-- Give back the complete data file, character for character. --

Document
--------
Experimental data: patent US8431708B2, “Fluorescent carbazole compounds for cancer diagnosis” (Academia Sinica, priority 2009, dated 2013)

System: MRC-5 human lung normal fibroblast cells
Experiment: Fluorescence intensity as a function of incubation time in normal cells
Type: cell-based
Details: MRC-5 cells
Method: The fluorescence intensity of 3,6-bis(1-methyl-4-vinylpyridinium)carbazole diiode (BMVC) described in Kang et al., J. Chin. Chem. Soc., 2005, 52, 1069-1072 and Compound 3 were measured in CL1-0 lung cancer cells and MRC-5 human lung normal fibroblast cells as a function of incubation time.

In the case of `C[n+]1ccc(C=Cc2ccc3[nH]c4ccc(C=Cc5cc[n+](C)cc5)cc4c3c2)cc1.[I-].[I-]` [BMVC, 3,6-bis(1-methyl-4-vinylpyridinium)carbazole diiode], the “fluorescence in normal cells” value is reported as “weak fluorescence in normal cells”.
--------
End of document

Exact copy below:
Experimental data: patent US8431708B2, “Fluorescent carbazole compounds for cancer diagnosis” (Academia Sinica, priority 2009, dated 2013)

System: MRC-5 human lung normal fibroblast cells
Experiment: Fluorescence intensity as a function of incubation time in normal cells
Type: cell-based
Details: MRC-5 cells
Method: The fluorescence intensity of 3,6-bis(1-methyl-4-vinylpyridinium)carbazole diiode (BMVC) described in Kang et al., J. Chin. Chem. Soc., 2005, 52, 1069-1072 and Compound 3 were measured in CL1-0 lung cancer cells and MRC-5 human lung normal fibroblast cells as a function of incubation time.

In the case of `C[n+]1ccc(C=Cc2ccc3[nH]c4ccc(C=Cc5cc[n+](C)cc5)cc4c3c2)cc1.[I-].[I-]` [BMVC, 3,6-bis(1-methyl-4-vinylpyridinium)carbazole diiode], the “fluorescence in normal cells” value is reported as “weak fluorescence in normal cells”.